Dealbreaker’s Matt Levine has a new gig answering questions for NPR’s Planet Money. The first toughie he tackled: What do investment bankers actually do? The short answer: nothing.
The long answer: They’re “obsequious and needy” “middlemen” who find people looking to invest money.
Levine said that I-bankers are “selling money to companies” by encouraging those companies to issue stocks and bonds for investors to buy. While sales and traders actually sell the securities to investors, I-bankers arrange for them to be sold.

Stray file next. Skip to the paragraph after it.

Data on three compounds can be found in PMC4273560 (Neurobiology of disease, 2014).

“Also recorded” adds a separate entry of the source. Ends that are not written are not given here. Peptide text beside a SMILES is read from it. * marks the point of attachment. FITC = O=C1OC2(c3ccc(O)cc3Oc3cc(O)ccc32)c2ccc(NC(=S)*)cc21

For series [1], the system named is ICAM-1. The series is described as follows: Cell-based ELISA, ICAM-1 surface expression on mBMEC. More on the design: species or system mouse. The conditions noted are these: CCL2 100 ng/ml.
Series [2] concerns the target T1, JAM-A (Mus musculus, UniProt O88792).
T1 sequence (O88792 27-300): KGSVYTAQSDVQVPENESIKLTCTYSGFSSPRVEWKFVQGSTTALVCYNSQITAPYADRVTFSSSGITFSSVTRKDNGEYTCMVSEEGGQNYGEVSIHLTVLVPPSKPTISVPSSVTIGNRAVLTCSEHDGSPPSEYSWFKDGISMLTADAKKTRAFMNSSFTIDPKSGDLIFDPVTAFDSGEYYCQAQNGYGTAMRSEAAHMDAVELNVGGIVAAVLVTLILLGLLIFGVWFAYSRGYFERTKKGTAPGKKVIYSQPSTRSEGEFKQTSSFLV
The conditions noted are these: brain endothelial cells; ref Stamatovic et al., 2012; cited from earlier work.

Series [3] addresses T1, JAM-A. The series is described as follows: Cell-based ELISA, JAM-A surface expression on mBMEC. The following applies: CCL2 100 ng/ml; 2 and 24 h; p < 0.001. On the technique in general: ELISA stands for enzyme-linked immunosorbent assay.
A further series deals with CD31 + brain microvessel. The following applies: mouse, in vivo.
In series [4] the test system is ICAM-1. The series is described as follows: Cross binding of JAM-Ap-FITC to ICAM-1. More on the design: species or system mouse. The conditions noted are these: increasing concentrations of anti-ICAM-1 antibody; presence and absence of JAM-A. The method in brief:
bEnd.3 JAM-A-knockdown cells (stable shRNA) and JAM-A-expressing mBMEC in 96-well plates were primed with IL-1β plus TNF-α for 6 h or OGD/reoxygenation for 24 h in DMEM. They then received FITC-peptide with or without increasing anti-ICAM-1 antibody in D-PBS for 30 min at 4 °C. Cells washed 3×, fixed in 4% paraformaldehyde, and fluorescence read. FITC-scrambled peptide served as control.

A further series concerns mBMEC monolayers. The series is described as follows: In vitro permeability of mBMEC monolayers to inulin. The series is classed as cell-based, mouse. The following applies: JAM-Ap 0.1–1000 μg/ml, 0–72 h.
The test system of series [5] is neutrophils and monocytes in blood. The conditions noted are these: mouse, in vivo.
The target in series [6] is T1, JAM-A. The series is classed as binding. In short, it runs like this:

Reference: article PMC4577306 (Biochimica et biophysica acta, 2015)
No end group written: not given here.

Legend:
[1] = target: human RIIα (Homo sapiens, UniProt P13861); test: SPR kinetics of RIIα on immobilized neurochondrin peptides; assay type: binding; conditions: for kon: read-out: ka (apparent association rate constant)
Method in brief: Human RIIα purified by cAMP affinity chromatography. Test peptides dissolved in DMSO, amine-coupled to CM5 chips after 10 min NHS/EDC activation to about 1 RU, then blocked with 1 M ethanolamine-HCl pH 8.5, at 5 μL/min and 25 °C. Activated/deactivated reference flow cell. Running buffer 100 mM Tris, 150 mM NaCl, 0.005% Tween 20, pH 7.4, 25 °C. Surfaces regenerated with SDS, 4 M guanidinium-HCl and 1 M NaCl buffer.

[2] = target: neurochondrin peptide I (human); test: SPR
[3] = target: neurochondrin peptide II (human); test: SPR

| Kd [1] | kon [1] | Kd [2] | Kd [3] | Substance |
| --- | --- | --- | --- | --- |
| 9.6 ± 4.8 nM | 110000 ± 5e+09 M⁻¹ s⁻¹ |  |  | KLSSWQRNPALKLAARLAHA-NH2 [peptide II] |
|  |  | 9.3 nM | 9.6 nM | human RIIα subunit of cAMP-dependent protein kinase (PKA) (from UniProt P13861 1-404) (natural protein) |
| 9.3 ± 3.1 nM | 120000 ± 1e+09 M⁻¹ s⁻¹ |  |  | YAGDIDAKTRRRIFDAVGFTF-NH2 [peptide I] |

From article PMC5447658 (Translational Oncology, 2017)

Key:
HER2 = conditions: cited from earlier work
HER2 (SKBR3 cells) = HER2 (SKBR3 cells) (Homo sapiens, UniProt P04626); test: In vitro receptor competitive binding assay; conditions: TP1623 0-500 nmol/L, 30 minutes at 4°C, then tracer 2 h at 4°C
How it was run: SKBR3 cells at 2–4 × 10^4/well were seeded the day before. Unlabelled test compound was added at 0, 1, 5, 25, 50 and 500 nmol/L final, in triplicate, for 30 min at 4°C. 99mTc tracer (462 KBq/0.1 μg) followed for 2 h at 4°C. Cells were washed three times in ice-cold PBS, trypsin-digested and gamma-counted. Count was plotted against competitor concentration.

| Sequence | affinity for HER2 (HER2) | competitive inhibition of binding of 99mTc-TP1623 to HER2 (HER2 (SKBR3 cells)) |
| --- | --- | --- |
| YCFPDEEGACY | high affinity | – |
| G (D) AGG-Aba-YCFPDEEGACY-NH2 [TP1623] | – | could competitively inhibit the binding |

When those securities are purchased, the company can then use investor money to expand by hiring new workers or building new factories for instance.
“When a company decides to issue stock or bonds, investment bankers perform ‘due diligence’ to make sure the company’s accountants will say that the company’s financial statements say what they say they say.”
That sounds like a little more than nothing, Matt.
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